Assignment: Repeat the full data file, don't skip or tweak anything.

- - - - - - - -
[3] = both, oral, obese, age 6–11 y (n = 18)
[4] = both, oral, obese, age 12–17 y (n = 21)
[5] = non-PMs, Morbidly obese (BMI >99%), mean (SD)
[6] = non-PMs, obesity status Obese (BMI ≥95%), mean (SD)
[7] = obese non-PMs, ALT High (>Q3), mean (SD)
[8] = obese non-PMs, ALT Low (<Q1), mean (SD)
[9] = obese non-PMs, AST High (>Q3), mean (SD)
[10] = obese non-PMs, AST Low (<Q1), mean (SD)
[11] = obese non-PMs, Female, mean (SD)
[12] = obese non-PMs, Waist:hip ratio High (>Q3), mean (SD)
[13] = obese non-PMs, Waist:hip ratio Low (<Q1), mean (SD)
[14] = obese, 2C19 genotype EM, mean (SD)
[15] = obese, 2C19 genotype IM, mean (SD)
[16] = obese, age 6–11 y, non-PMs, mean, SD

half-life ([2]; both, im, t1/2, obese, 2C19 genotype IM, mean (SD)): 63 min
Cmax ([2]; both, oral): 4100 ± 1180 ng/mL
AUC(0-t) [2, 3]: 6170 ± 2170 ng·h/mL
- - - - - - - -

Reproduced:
[3] = both, oral, obese, age 6–11 y (n = 18)
[4] = both, oral, obese, age 12–17 y (n = 21)
[5] = non-PMs, Morbidly obese (BMI >99%), mean (SD)
[6] = non-PMs, obesity status Obese (BMI ≥95%), mean (SD)
[7] = obese non-PMs, ALT High (>Q3), mean (SD)
[8] = obese non-PMs, ALT Low (<Q1), mean (SD)
[9] = obese non-PMs, AST High (>Q3), mean (SD)
[10] = obese non-PMs, AST Low (<Q1), mean (SD)
[11] = obese non-PMs, Female, mean (SD)
[12] = obese non-PMs, Waist:hip ratio High (>Q3), mean (SD)
[13] = obese non-PMs, Waist:hip ratio Low (<Q1), mean (SD)
[14] = obese, 2C19 genotype EM, mean (SD)
[15] = obese, 2C19 genotype IM, mean (SD)
[16] = obese, age 6–11 y, non-PMs, mean, SD

half-life ([2]; both, im, t1/2, obese, 2C19 genotype IM, mean (SD)): 63 min
Cmax ([2]; both, oral): 4100 ± 1180 ng/mL
AUC(0-t) [2, 3]: 6170 ± 2170 ng·h/mL